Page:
Social organization, territoriality, and behavior

The pikas have two sharply contrasting forms of social organization. Those species that inhabit rocky or talus habitats are extremely unsocial. In the American pika (Ochotona princeps), males and females hold separate territories of comparable size and rarely interact. Rock-dwelling pikas in Asia tend to live in pairs on a communal territory, but they still avoid one another and engage in few social encounters. Territory size for rock-dwelling pikas is variable, and largely dependent on the quality of vegetation adjoining the talus; the lower the quality of surrounding vegetation the larger the territory. For most species territory size is large, compared to the size of its occupant(s), and average sizes range from approximately 600-2400 yd2 (500-2,000 m2). Most rock-dwelling pikas are rather pugnacious and chase conspecifics whenever they are encountered. Neighboring adult males and females suppress this aggressive urge some of the time, and adults do not always chase their own young.

In contrast, burrowing pikas are among the most social of mammals. These animals live in family burrow systems functioning as a family territory. As the summer breeding season progresses and young from sequential litters are weaned, the density on these family territories becomes high. In the plateau pika (Ochotona curzoniae) approximately 10 families occupy each hectare, and each family may be comprised of up to 30 pikas, yielding regional densities of 120 per acre (300/ha). Affiliative social interactions are frequently expressed among family members, including such behaviors as nose-rubbing, sitting-in-contact, boxing, wrestling, and grooming. Aggression, generally in the form of a long chase or fur-flying fight, is reserved for pikas that wander off of their family territory and into the domain of their neighbors.

Variability in social organization is also seen in the lep-orids. Most hares and rabbits live solitary lives and are nonterritorial. Some form temporary feeding aggregations, and the Arctic hare (Lepus arcticus) can be seen in huge herds. Territories are defended by the largely solitary European hare (L. europaeus). Most representatives of the Sylvilagus spp. occupy relatively stable overlapping home ranges of only a few acres, and several species have a male dominance hierarchy which controls the social structure of their population.

Unlike any other leporid, the European rabbit (Oryctolagus cuniculus) is extremely social. Defended territories are usually small (approximately 2.5 acres [1 ha]) and made up of a "warren"—an interconnected maze of burrows. A warren usually consists of six to 12 adults controlled by a dominant male who sits at the top of a strict linear hierarchy of dominance. Most rabbits remain in the area of their warren for life.

Communication and senses

The dominant form of communication in lagomorphs is olfactory—all species have a keen ability to detect odors. In turn, all lagomorphs have glands on their cheeks, chin, and/or groin areas that are used to rub pheromones on their coat during grooming, or to deposit scent marks on rocks or shrubs. Urine and feces are also used to transmit olfactory messages. Individual animals broadcast these pheromones to advertise their reproductive status or to demarcate their territorial boundary.

Very few lagomorphs are vocal. Some hares and rabbits communicate by thumping their big hind feet, and hares can expel a deep grumbling sound. The piercing shriek given by leporids when in distress is legendary. But, only the Zacatuche (Romerolagus diazi) and pikas (genus Ochotona) are truly vocal. Rock-dwelling pikas utter a restricted repertoire of calls, just a short call used to advertise their territory and alert neighbors of the presence of predators and a long-call (or song) given by males during the breeding season. Burrowing pikas express a rich variety of calls, including whines, trills, and muffle-like sounds, that complement their social milieu, and males also give a breeding season long-call.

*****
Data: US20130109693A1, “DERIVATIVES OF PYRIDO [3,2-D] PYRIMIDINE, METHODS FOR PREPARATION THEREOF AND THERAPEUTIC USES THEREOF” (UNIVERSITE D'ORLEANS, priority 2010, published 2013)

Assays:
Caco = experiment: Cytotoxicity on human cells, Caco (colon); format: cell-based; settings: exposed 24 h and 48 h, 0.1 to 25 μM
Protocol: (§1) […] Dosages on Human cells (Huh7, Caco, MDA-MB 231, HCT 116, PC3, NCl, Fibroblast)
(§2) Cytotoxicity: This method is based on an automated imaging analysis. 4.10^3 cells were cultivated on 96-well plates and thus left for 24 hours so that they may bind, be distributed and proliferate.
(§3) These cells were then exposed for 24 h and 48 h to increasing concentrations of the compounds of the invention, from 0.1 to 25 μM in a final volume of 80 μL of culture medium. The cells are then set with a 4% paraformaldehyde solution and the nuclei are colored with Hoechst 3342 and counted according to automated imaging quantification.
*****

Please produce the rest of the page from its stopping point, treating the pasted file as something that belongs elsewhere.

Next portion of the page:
While vocal communication is restricted in most lago-morphs, they still possess an acute sense of hearing. Hares in particular, but all lagomorphs, have large ears that assist in detecting predators.

Pikas have small eyes and do not seem to rely significantly on their sense of vision. On the other hand, leporids are known for their large laterally set eyes that provide a nearly circular field of vision. This arrangement provides for restricted visual acuity (which the animals do not need, as their food is sedentary), but enhances their ability to detect motion from all angles in order to avoid the approach of predators. Many leporids, in particular those living in open habitats, flash the white underside of their fluffy tails during flight to alert conspecifics of the presence of predators. Interestingly, species living in forested habitats have dark tails and do not use this form of communication.

Activity patterns

With the exception of the nocturnal steppe pika (Ochotona pusilla), all pikas are diurnally active. When temperatures are warm, pikas tend to restrict their activity to early morning and late afternoon hours.

Most leporid activity occurs at night, although many species can also be seen active during the day particularly at dawn and dusk. For example, one might classify the European rabbit (Oryctolagus cuniculus) as noctural, but its preferred feeding time is dawn.

Migratory movements

No lagomorphs migrate. The term is sometimes associated with rare mass movements of some hare species (for example the European hare) following highly unusual climatic events but these cases do not represent true migration.

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